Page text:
Here's an example of a Rust syntax highlighter, using the lliw crate.

use synoptic::{Highlighter, TokOpt};
use lliw::Fg;

// Let's use some demonstration code
pub static CODE: &str = "\
Multiline comments
Work great

pub fn main() -> bool {
    // Demonstrate syntax highlighting in Rust!
    println!(\"Full Unicode Support: 你好\");
    // Interpolation
    let name = \"peter\";
    println!(\"My name is {name}, nice to meet you!\");
    // Bye!
    return true;

fn main() {
    // Setting up the highlighter
    // The `4` here just means tabs are shown as 4 spaces
    let mut h = Highlighter::new(4);
    // Bounded tokens are multiline tokens
    // Let's define multiline comments
    // In rust, these start with /* and end with */
    // Remember to escape any regex characters (like *)
    // The false here is whether or not to allow escaping
    // When true, we ignore any end markers with a backslash in front of them
    // So, if it were true: `/* this is a comment \*/ this is still a comment */ this isn't`
    h.bounded("comment", r"/\*", r"\*/", false);
    // Now let's define a string
    // In rust, format strings can be interpolated into between {}
    // We first define the name of the token, the starting and ending pattern
    // Then the starting and ending pattern of the interpolation section
    // We also want strings to be escapable e.g. "here's a quote: \" this is still a string"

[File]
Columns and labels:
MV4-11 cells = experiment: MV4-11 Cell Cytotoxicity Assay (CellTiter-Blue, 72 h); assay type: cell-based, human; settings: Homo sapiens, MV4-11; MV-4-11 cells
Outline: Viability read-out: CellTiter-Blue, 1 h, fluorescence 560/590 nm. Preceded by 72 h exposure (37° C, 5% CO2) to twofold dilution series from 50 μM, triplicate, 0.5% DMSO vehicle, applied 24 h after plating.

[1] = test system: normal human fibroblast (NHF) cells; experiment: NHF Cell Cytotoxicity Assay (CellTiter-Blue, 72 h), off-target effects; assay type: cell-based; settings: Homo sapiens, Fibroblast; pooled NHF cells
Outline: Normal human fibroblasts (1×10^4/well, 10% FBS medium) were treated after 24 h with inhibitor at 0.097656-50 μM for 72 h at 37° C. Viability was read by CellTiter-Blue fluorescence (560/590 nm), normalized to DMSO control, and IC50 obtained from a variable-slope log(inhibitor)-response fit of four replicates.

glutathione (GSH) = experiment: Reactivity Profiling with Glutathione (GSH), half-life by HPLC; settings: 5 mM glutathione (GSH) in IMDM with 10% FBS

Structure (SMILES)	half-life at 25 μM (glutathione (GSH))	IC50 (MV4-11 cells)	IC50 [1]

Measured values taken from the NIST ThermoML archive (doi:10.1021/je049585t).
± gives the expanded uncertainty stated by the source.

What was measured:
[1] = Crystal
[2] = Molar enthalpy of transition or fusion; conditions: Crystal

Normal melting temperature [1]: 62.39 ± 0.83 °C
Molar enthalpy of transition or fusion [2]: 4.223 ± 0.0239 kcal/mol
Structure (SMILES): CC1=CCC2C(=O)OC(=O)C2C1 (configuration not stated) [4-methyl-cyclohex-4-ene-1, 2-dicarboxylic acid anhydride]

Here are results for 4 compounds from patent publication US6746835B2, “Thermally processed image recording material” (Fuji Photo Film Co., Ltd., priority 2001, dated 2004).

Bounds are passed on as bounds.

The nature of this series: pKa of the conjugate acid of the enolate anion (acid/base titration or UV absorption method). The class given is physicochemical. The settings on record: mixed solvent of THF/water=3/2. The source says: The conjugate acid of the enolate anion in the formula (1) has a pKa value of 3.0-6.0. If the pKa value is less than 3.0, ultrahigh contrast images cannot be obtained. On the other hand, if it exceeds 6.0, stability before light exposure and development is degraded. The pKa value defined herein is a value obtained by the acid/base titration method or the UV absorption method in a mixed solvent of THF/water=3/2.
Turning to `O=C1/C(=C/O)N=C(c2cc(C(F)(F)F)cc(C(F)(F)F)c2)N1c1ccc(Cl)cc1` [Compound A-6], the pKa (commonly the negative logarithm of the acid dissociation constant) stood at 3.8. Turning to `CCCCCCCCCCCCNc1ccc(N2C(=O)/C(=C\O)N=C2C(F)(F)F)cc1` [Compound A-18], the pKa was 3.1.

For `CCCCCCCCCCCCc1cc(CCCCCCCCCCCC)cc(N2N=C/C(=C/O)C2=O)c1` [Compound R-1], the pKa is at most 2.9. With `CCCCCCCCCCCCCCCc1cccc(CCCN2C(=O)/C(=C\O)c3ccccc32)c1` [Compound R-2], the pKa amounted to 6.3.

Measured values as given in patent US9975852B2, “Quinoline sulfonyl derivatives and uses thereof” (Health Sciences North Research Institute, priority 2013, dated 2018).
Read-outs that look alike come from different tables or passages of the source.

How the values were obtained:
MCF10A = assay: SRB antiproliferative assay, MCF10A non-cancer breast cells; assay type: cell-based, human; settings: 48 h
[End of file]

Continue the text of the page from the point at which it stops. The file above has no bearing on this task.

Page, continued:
// Hence the true
    h.bounded_interp("string", "\"", "\"", "\\{", "\\}", true);
    // Now let's define some keywords
    // These are single line snippets of text
    h.keyword("keyword", r"\b(pub|fn|bool|let|return)\b");
    // Let's get numbers being highlighted
    h.keyword("digits", r"\b\d+\.(?:\.\d+)\b");
    // ... and some remaining syntax rules
    h.keyword("comment", "(//.*)$");
    h.keyword("boolean", r"\b(true|false)\b");
    h.keyword("macros", "[a-zA-Z_]+\\!");
    h.keyword("function", r"([a-z][a-zA-Z_]*)\s*\(");
    // Now let's run the highlighter on the example code
    // The run method takes a vector of strings (for each line)
    let code = CODE
        .map(|line| line.to_string())
    // Now we're ready to go
    // Let's render the output
    for (line_number, line) in code.iter().enumerate() {
        // Line returns tokens for the corresponding line
        for token in h.line(line_number, &line) {
            // Tokens can either require highlighting or not require highlighting
            match token {
                // This is some text that needs to be highlighted
                TokOpt::Some(text, kind) => print!("{}{text}{}", colour(&kind), Fg::Reset),
                // This is just normal text with no highlighting
                TokOpt::None(text) => print!("{text}"),
        // Insert a newline at the end of every line

fn colour(name: &str) -> Fg {
    // This function will take in the function name
    // And it will output the correct foreground colour
    match name {
        "comment" => Fg::LightBlack,
        "digit" => Fg::Purple,
        "string" => Fg::Green,
        "macros" => Fg::LightPurple,
        "boolean" => Fg::Blue,
        "keyword" => Fg::Yellow,
        "function" => Fg::Red,
        _ => panic!("unknown token name"),

That will render a result similar to this (depending on your terminal's colour scheme):


MIT license to ensure that you can use it in your project

you can check the LICENSE file for more info


~54K SLoC